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Author Topic: Seeking expert for consultation  (Read 2758 times)

Randy Pence

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Re: Seeking expert for consultation
« Reply #10 on: October 04, 2017, 04:06:22 pm »

When I worked in nyc dance clubs, the bigger ones all had metal detectors.  The very, very large (hundreds of thousands of visitors) public events I'Ve been to in Berlin have had police stationed around and likely have beefier street entrance protections since the truck drive through the xmas market last year.

Not to get political, but there is an enormous elephant in the room and I doubt there will be a safe solution found with event lighting.  I mean, there are rfid tags which could help auto-aim the lights at a particular target, but my guess is that the shooter won't be wearing the right one. Perhaps everyone could be told at the door to put their fingers in their ears if a certain sound happens so the shooter won't know what happens next, but I have feeling that they will be too inebriated to follow along and the shooter will either be deaf or wearing hearing protection after the first few rounds are fired so as not to be affected by a sonic canon or something.

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Ryan Welsh

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Re: Seeking expert for consultation
« Reply #11 on: October 04, 2017, 04:29:11 pm »

The RFID tag is a neat technology, I wasn't aware of it.  But yes, there is no way that warning everyone to cover their ears is a suitable option, however if there is a mass casualty event, I'll bet people would rather deafness than death.  Still, not viable. 

How easy is it to kill all the lights at an event?  It struck me when I saw the sniper-view of the event that the lighting only served to illuminate the crowds, giving him the ability to target people that were taking cover.  Again, it would hinder people's evacuation to kill all the lights, but night vision would kick in eventually while the shooters vision would never improve.  Just spitballing here again.

This guy unfortunately overcame perimeter security, and I would nearly guarantee there were metal detectors at the entrance to that event. 
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Tim McCulloch

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Re: Seeking expert for consultation
« Reply #12 on: October 04, 2017, 05:02:42 pm »

Some things cannot be insured for, and a sniper 400 yards outside the security perimeter might be one of them.

I've been following active shooter situations that could relate to our industry for several years and I've yet to identify specific means of prevention or detection that would be acceptable to our industry or many others (hospitality, gaming, sporting events).  We put up with the TSA theatrics when traveling by commercial aviation because we have no options, but folks DO have an option to attend or not attend a concert, fair, game or event.  If security becomes too intrusive or inconvenient a significant number will stop attending, saying "hell, I can watch that on pay per view".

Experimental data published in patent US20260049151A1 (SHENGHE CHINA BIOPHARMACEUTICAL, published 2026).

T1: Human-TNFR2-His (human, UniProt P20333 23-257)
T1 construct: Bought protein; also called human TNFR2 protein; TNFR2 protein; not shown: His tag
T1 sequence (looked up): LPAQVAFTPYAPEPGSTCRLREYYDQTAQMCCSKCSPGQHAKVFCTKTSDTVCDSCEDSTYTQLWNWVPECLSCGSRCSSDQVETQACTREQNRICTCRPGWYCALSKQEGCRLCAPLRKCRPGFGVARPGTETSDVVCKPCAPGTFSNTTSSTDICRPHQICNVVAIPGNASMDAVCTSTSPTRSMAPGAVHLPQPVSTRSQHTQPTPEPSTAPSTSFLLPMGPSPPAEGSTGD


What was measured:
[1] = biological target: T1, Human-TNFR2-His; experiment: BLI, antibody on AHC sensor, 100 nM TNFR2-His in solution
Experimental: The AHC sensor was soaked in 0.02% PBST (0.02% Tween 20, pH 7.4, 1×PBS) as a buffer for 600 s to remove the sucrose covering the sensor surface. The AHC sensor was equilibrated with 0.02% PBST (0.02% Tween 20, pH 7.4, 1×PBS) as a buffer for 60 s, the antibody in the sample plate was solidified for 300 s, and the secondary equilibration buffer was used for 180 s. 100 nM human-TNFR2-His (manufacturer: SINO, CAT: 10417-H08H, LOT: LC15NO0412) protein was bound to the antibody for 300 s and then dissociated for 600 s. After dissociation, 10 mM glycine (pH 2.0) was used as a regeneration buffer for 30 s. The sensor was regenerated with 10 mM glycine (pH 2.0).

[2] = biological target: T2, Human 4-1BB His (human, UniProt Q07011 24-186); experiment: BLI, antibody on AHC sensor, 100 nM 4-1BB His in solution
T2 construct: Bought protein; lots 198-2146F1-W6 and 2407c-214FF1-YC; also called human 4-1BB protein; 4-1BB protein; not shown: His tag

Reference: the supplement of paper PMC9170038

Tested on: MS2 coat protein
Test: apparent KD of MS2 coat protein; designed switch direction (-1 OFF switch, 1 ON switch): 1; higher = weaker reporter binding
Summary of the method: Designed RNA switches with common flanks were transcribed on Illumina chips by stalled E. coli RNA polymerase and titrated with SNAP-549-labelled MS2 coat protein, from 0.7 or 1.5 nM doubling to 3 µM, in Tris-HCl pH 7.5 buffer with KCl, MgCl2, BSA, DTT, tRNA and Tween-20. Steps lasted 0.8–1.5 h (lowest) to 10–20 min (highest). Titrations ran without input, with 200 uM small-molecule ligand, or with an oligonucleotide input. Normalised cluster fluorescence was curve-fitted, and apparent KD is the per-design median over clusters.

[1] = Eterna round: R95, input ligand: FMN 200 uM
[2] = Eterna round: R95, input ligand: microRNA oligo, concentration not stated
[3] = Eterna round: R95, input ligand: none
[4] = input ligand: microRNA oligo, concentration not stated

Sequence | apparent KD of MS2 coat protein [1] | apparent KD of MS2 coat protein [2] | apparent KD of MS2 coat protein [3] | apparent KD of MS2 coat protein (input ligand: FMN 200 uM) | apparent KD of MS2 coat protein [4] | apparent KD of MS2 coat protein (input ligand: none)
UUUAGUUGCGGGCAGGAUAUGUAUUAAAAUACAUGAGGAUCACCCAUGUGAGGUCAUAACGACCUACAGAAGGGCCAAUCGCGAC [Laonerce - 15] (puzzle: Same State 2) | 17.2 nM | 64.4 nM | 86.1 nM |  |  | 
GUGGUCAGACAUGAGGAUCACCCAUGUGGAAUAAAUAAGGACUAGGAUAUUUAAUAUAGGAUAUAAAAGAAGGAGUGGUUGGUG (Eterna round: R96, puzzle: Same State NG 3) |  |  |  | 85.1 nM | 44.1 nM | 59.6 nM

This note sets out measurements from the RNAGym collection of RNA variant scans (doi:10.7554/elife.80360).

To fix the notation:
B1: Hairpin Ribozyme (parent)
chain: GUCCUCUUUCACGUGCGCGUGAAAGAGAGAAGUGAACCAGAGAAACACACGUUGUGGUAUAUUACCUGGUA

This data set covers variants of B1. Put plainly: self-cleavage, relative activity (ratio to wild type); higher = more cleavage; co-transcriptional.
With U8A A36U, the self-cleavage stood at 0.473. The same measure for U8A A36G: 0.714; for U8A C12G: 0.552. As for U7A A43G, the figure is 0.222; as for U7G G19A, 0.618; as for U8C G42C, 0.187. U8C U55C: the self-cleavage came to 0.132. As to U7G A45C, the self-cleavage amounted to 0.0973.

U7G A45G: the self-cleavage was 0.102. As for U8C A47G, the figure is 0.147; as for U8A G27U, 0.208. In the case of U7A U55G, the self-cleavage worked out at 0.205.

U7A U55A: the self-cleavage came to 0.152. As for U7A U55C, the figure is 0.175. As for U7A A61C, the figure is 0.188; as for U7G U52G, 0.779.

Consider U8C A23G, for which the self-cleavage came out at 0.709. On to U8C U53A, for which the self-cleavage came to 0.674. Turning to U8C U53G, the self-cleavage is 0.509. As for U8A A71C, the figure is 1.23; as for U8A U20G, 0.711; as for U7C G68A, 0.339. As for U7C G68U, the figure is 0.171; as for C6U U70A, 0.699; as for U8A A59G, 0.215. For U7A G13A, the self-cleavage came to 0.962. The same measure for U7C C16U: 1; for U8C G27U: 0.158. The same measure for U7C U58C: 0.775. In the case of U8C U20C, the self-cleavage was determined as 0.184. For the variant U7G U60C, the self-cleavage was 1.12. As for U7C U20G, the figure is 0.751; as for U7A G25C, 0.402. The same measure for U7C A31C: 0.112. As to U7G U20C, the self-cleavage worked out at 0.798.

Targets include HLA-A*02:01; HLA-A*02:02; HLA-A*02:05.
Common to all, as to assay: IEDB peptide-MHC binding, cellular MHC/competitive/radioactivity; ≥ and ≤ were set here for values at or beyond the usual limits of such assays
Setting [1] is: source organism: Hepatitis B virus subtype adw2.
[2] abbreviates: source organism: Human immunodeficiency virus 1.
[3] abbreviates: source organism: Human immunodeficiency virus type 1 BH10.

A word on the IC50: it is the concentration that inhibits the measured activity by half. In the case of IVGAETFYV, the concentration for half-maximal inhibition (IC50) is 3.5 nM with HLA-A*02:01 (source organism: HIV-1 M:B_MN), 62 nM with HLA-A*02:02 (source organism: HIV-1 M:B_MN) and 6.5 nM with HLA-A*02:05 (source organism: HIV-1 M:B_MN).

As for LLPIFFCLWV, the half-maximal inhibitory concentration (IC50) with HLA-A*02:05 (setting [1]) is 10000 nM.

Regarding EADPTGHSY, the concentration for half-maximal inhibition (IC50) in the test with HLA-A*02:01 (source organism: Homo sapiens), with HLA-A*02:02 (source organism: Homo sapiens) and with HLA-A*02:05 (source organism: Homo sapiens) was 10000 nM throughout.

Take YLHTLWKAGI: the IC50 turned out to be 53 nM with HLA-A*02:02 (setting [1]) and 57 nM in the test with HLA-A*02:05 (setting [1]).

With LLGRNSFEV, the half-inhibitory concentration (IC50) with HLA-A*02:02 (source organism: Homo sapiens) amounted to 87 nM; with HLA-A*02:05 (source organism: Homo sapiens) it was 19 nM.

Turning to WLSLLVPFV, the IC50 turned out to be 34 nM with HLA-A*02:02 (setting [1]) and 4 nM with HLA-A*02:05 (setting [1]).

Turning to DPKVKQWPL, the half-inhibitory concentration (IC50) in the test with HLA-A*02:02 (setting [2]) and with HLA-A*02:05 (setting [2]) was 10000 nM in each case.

The Las Vegas attack was a perfect storm - a dedicated bad guy who spent lots of time planning and pulling off his carnage, in a venue that provided everything he needed - vantage point, access, lack of inquisitive security or house staff, and laws that favor the manner of killing he used.

I'm still thinking in terms of prevention, but what to do when something like this happens depends greatly on the specifics of the event and the nature of the attack, remembering that most members of the public have terrible situational awareness; watch the PD bodycam videos and hear festival goers argue with the cop that it's fireworks and part of the show... one of them basically to a cop to fuck off.  How do you protect people who do not perceive the threat?

You have multiple things to look at here:  evacuation or sheltering the public, detecting the source of fire, intervention of the shooter, etc.  You might want to take a look what little the Presidential Protection Detail of the Secret Service will say about site evaluations and response to immediate threat.  Some of the general principles are sure to apply.
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Re: Seeking expert for consultation
« Reply #12 on: October 04, 2017, 05:02:42 pm »


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